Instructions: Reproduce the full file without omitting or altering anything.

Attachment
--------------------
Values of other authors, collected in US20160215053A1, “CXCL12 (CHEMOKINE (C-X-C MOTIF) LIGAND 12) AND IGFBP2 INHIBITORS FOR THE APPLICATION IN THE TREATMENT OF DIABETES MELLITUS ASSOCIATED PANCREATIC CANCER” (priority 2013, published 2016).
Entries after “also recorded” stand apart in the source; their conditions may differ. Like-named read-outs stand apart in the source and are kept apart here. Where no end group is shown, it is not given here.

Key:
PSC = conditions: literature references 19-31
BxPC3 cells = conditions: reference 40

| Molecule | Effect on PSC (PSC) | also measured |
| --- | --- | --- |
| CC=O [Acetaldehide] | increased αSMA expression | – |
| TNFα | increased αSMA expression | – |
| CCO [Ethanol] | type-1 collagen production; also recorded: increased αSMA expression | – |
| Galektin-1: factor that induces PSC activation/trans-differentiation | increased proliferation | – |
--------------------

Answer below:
Values of other authors, collected in US20160215053A1, “CXCL12 (CHEMOKINE (C-X-C MOTIF) LIGAND 12) AND IGFBP2 INHIBITORS FOR THE APPLICATION IN THE TREATMENT OF DIABETES MELLITUS ASSOCIATED PANCREATIC CANCER” (priority 2013, published 2016).
Entries after “also recorded” stand apart in the source; their conditions may differ. Like-named read-outs stand apart in the source and are kept apart here. Where no end group is shown, it is not given here.

Key:
PSC = conditions: literature references 19-31
BxPC3 cells = conditions: reference 40

| Molecule | Effect on PSC (PSC) | also measured |
| --- | --- | --- |
| CC=O [Acetaldehide] | increased αSMA expression | – |
| TNFα | increased αSMA expression | – |
| CCO [Ethanol] | type-1 collagen production; also recorded: increased αSMA expression | – |
| Galektin-1: factor that induces PSC activation/trans-differentiation | increased proliferation | – |